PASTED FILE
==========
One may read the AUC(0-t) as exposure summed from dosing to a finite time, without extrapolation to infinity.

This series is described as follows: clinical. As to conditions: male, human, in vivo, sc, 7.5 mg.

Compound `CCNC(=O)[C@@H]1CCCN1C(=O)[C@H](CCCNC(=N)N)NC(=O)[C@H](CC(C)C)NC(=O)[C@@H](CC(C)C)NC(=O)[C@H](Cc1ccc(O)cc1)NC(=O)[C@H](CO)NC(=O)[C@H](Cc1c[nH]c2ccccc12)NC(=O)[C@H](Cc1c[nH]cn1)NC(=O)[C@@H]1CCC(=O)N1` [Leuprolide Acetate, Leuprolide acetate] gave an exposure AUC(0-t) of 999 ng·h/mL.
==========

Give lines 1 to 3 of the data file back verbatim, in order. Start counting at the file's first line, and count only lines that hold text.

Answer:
One may read the AUC(0-t) as exposure summed from dosing to a finite time, without extrapolation to infinity.

This series is described as follows: clinical. As to conditions: male, human, in vivo, sc, 7.5 mg.

Compound `CCNC(=O)[C@@H]1CCCN1C(=O)[C@H](CCCNC(=N)N)NC(=O)[C@H](CC(C)C)NC(=O)[C@@H](CC(C)C)NC(=O)[C@H](Cc1ccc(O)cc1)NC(=O)[C@H](CO)NC(=O)[C@H](Cc1c[nH]c2ccccc12)NC(=O)[C@H](Cc1c[nH]cn1)NC(=O)[C@@H]1CCC(=O)N1` [Leuprolide Acetate, Leuprolide acetate] gave an exposure AUC(0-t) of 999 ng·h/mL.